TU‐D‐J‐6C‐07: A Method for Acquiring PET Images Without Breathing Motion Artifacts

D. Low, P. Parikh, R. Laforest, J. Dempsey, W. lu, S. Mutic, J. Hubenschmidt, M. Nystrom, T. Miller, P. Grigsby, J. Bradley

Research output: Contribution to journalArticlepeer-review

2 Scopus citations


Purpose: PET images typically require many minutes to acquire, so breathing motion can cause the tumor shape to be inaccurately reconstructed. Using a multislice PET/CT scanner to quantitatively acquire 4‐dimensional computed tomography (4DCT) and gated PET, a breathing motion‐artifact free PET image study can be generated achieving statistical precision as if the patient underwent breath‐hold throughout the PET‐scan procedure. Method and Materials: The motion of lung structures, including tumors, is mapped by 4DCT as a function of tidal volume using our novel 5‐dimensional breathing motion model. The PET scan is performed using spirometry‐measured tidal volume and the PET data is stored using list mode. The user selects the phase of breathing for which the PET image is to be reconstructed and the corresponding list‐mode data is extracted to reconstruct an image. The gated‐CT scans provide quantitative attenuation correction that is accurate with respect to breathing phase. This process is repeated for all breathing phases and using the trajectory maps the reconstructed images are deformably mapped to a reference‐breathing phase. This process was tested using a computer‐controlled phantom moving in a motion pattern mimicking breathing motion. Three target spheres (1cm, 2cm, 3cm diameters) filled with [formula omitted] solution were embedded into a cylindrical phantom filled with [formula omitted] solution to provide a series of relative target‐to‐background activities. Results: Without gating, the target spheres were deformed and the low target‐to‐background small‐target image was lost in the background noise. These problems were alleviated when the images were mapped to a common motion “phase”. Conclusion: The phantom data showed that motion artifacts can be quantitatively removed yielding a high statistics image dataset without compromising PET acquisition time or patient dose. This process will provide the radiation‐oncology clinician with PET images having unrivaled spatial resolution and sensitivity for target definition in the thoracic and abdominal regions.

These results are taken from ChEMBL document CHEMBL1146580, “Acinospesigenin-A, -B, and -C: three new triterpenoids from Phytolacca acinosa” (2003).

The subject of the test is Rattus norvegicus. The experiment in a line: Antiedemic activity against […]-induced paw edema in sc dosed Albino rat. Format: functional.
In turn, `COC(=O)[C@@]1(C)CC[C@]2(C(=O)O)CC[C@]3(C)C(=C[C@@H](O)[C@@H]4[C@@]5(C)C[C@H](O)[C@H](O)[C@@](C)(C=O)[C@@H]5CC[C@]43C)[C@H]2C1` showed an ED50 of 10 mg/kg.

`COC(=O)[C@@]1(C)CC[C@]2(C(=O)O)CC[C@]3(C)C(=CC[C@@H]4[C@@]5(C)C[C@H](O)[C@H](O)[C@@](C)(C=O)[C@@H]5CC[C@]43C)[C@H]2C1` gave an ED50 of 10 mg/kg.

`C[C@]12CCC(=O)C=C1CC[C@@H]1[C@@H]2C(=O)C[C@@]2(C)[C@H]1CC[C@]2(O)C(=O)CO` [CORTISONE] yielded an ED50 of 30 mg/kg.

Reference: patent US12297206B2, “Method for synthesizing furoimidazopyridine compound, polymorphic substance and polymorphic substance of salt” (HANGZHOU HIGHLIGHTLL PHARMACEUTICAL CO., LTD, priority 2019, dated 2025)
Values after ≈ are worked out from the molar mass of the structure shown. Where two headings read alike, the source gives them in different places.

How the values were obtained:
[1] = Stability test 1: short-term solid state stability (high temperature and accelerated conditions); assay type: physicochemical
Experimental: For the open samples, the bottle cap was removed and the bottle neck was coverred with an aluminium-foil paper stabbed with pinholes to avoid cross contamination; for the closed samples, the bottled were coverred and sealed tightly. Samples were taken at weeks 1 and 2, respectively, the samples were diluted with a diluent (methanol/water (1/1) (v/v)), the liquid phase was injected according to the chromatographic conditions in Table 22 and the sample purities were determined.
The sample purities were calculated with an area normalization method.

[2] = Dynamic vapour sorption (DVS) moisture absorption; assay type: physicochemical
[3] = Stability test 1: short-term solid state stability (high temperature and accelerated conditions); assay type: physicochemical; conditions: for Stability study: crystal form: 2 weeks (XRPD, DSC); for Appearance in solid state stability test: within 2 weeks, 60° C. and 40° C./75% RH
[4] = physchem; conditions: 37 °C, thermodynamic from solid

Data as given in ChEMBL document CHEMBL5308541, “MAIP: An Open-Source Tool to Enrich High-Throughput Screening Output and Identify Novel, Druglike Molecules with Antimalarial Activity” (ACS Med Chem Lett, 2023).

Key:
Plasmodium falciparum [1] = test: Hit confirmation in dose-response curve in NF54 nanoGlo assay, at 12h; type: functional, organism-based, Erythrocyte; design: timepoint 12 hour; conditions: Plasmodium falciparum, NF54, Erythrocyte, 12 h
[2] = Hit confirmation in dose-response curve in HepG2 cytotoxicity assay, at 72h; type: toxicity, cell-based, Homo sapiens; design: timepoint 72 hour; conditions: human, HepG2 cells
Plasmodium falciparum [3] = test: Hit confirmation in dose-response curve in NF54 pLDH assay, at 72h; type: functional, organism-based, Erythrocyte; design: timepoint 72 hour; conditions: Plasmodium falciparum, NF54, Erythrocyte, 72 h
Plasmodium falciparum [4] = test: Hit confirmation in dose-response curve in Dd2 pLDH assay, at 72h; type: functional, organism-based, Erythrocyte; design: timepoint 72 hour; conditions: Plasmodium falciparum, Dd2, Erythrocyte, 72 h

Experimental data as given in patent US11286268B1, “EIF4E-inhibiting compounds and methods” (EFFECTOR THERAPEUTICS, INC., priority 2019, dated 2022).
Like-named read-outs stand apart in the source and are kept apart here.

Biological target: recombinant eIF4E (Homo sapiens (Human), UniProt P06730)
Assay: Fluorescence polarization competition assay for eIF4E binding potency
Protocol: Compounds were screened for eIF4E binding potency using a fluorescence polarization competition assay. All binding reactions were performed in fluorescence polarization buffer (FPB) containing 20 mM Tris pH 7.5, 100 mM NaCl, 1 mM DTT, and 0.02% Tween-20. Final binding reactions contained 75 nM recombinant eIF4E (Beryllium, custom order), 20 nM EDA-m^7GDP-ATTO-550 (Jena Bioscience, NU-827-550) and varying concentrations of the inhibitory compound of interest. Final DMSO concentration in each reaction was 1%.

Original languageEnglish
Pages (from-to)2095-2096
Number of pages2
JournalMedical physics
Issue number6
StatePublished - Jun 2005


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